When snow storms such as Nemo cause dangerous driving (and even walking) conditions, businesses working in the cloud are able to conduct business as usual while allowing their employees to work safely from home.
Cloud-based technologies – from storage to infrastructure to telephony such as a hosted PBX (News - Alert) system – provide a myriad of benefits, such as allowing employees to work remotely while still being connected to the same office telephone system. The technology also allows for video conferencing, which helps enable more effective remote collaboration.
And because the entire telephone system is “in the cloud,” it is operated and maintained by the service provider, eliminating the need for companies to manage equipment.
In an interview with TMCnet, Adam Simpson, CEO at Easy Office Phone (News - Alert), explained the benefits of a hosted PBX solution and how a small business owner can tap into its potential.
“One of the most immediately apparent benefits of a hosted PBX to a business owner is the greatly reduced initial capital outlay. With a cloud PBX, there is no physical PBX ‘box’ to purchase as the service is in the cloud,” Simpson said. “For comparison, the purchase and installation of a traditional on-site PBX can easily run into the thousands of dollars.”
Other benefits of a hosted PBX system include the following:
- Reduced ongoing costs: clients can easily self-manage a cloud PBX via a user-friendly web interface, so unlike a traditional PBX there is no need to hire an onsite installer or technician to configure the service.
- Long-distance savings: with North American long distance calling included, companies can further reduce their monthly telecom costs.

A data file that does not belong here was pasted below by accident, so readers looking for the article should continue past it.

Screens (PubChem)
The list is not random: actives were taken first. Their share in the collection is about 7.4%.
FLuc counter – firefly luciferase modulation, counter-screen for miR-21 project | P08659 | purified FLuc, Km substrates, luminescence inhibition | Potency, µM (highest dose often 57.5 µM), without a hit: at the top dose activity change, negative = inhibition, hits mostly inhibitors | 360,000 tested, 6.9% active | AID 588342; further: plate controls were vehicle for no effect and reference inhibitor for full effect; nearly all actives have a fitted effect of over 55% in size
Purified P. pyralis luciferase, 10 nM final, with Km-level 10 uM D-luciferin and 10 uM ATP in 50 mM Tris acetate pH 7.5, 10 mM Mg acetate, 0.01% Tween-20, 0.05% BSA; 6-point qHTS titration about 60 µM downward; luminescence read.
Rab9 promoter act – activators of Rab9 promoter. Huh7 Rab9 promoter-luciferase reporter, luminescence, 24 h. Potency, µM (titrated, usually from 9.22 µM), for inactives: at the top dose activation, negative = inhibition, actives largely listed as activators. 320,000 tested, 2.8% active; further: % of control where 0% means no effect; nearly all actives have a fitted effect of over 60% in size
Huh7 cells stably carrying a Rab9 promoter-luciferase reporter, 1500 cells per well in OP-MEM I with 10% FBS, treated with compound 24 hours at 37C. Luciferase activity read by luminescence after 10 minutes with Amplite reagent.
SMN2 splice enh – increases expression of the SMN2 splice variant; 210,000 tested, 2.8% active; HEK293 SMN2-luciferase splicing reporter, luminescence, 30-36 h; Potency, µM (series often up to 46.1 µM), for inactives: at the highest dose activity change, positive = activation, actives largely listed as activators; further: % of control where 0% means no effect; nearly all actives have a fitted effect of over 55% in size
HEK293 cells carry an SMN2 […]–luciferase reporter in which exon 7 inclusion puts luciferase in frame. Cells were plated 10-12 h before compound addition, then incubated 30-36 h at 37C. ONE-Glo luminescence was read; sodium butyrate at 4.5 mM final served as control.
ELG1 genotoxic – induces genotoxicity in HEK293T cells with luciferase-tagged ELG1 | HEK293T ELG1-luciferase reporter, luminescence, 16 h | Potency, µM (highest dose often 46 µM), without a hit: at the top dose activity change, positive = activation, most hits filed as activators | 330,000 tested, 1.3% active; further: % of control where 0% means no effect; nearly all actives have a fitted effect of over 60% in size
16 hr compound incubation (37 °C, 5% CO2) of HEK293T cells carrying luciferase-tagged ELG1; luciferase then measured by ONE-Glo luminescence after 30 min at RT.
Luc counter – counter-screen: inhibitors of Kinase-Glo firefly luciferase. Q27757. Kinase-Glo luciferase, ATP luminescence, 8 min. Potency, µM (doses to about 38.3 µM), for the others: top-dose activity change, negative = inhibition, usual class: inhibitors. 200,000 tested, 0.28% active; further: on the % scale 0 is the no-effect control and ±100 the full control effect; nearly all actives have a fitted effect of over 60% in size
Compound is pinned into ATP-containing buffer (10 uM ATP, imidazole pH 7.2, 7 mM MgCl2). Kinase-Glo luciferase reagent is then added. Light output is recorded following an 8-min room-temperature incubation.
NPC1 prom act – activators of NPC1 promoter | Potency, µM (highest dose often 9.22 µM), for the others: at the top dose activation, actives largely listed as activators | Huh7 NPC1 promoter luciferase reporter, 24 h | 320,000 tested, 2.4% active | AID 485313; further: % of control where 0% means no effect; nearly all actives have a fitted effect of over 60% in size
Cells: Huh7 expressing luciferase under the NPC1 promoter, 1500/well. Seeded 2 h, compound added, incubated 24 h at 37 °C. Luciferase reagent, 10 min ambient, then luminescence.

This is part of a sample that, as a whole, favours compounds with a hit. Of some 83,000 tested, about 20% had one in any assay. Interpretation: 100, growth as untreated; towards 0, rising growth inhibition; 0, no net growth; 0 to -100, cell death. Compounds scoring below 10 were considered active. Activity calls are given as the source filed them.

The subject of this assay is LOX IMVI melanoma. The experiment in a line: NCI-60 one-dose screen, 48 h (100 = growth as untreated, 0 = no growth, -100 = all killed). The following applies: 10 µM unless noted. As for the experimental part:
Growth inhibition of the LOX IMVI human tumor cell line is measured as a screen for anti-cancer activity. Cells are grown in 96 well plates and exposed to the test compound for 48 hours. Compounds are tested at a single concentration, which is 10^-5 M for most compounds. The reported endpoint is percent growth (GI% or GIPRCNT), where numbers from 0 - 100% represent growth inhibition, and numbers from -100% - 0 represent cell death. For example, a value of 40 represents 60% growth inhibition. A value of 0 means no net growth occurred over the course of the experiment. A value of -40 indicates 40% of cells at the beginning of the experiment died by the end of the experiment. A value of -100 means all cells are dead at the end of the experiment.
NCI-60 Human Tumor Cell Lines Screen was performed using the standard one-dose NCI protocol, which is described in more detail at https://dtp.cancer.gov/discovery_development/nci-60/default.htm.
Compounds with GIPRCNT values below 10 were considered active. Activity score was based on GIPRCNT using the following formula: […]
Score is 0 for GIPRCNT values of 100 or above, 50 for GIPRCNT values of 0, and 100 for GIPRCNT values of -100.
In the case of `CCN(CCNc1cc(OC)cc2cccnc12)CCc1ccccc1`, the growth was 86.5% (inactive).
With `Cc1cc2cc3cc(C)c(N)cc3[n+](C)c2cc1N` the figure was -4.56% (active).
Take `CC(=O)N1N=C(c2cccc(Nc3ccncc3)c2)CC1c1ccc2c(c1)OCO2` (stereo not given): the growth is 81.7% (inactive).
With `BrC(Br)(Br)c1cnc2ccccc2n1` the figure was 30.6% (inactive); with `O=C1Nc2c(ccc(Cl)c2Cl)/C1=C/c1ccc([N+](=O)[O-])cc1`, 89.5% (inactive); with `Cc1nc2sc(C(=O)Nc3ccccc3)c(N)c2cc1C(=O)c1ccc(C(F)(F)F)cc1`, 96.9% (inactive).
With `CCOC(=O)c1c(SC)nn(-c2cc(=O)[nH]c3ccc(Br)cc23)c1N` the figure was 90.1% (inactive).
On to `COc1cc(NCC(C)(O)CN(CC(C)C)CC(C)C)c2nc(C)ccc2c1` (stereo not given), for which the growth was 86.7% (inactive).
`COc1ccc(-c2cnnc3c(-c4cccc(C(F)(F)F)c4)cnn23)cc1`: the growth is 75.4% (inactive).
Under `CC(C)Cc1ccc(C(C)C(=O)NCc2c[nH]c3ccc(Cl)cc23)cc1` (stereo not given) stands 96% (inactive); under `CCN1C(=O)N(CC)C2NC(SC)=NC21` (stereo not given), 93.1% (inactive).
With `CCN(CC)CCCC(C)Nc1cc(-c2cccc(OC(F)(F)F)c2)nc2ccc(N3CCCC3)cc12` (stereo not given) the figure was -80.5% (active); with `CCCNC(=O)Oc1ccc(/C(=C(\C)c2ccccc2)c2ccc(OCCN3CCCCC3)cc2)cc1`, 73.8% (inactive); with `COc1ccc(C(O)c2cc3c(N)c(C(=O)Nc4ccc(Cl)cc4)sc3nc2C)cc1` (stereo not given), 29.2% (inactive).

- Scalability: you can easily add capacity to a cloud-based PBX at any time as your company grows, without over-paying for capacity you do not immediately need.
- Deployment time: thanks to its virtual nature, a cloud PBX can be up and running in as little as 24 hours. Downtime is nonexistent with a proper deployment, meaning further savings for a business.
In terms of implementation, to get the maximum value out of a move to a hosted PBX, business owners need to select a service provider that can deliver the features and voice quality you need, and be there for you when you need to grow, Simpson explained.
On top of the cost and scalability benefits, a cloud PBX system also enables a remote workforce because the service is hosted in the cloud, so employees can connect to it and make or receive calls from virtually any location.
“There is no longer any need to be physically present at a central company office just to use the company’s phone service. So long as each employee has a high-speed Internet connection, they can work from wherever they like,” Simpson said. “The advent of cloud PBX apps allows employees to integrate directly into their company’s phone service using their favorite smartphone, further enhancing workforce mobility. Staff can make and receive calls: from home offices; while on the road using a smartphone; or even while on vacation, using a laptop.”
Cloud PBX also seamlessly ties the staff into the company’s phone service, allowing them to remain connected and provide customer service from anywhere.
In looking at current cloud trends, Simpson said the growing awareness of and interest in cloud technology in general has been a boon to the industry.
“In the past, phone service with this level of power and flexibility would have been feasible only for larger enterprise customers. Thanks to cloud technology, small and medium businesses now have access to an extremely sophisticated phone service that fits any budget – one that in most cases can actually reduce telecom expenses,” he said.
As businesses move other mission-critical services to the cloud – such as data backup, monitoring, etc. – cloud-based telephone service is a natural fit, Simpson added.
“More and more business decision makers are coming to realize this, and as a result are moving away from traditional telecom solutions,” he said. “We think our industry has a very bright future.”
Edited by Braden Becker